A serious crime is defined as "a crime that is in at least one of the following categories: (1) a felony under Maryland law, (2) a crime in another state or under federal law that would have been a felony under Maryland law had the crime been committed in Maryland, and (3) a crime under federal law or the law of any state that is punishable by imprisonment for three years or more." Rule 16-701(k).
Pursuant to the Rule 16-771, an attorney charged with a serious crime is required promptly to inform Bar Counsel for each jurisdiction in which he or she is admitted to the Bar, in writing, of the criminal charge and "[t]hereafter . . . of the final disposition of the charge. . . ." Rule 16-771(a). With information concerning the conviction in hand, Bar Counsel "may file a Petition for Disciplinary or Remedial Action," in which, in addition to alleging the fact of the conviction, he requests "that the attorney be suspended immediately from the practice of law." Rule 16-771(b). The filing of the petition triggers the issuance by the Court of an order requiring the attorney to show cause why he or she should not be suspended immediately and until further order of the Court and the Court's determination, made after considering the petition and the answers by both the Commission and the attorney, whether to order interim suspension pending final disposition of the disciplinary or remedial proceedings. Rule 16-771(c). Prerequisite to that determination is a finding by the Court that the attorney has, in fact, been convicted of a serious crime. Id. As is the case with the filing of the petition, the decision whether to order an interim suspension is discretionary, rather than mandatory. Attorney Griev. Comm'n. v. Protokowicz, 326 Md. 714, 718, 607 A.2d 33, 35 (1992).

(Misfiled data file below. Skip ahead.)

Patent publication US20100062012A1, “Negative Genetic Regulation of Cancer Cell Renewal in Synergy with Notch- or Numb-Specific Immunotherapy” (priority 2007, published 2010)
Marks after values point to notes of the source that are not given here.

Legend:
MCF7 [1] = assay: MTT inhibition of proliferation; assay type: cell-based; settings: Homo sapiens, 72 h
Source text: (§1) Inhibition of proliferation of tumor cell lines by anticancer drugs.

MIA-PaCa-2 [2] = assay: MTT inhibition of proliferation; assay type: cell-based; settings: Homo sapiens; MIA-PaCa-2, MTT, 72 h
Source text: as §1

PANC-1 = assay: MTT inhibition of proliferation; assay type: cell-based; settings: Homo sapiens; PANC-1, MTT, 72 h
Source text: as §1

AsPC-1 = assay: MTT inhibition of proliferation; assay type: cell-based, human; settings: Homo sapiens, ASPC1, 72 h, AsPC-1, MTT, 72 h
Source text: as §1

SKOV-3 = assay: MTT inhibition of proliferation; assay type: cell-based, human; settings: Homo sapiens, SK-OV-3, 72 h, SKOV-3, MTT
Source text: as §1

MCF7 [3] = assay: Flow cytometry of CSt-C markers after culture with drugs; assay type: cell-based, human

Barry K. Downey, the respondent, co-founder and director of E-Gold, Ltd. and Gold & Silver Reserve, Inc., corporations Page 5 engaged in money transmission, was charged in multiple counts in an indictment filed in the United States District Court for the District of Columbia, with engaging in the business of money transmission without a license, in violation of D.C. Code § 26-1002, aiding and abetting the operation of an unlicensed money transmitting business and conspiring with the aforementioned corporations to launder monetary instruments and to commit an offense against the United States. Subsequently, the respondent pled guilty to violating § 26-1002, as a consequence of which the remaining charges were dismissed. In the Statement of Offense, the respondent and the Government agreed that, although the respondent "participated in developing the E-Gold operation's business model and corporate structure, including its compliance with state and federal laws," and "[t]hroughout its operation . . . was aware of the E-Gold operation's activities and that the business was not licensed as a money transmitting business with the District of Columbia," he "was not extensively involved in the business's day-to-day funds transactions operations."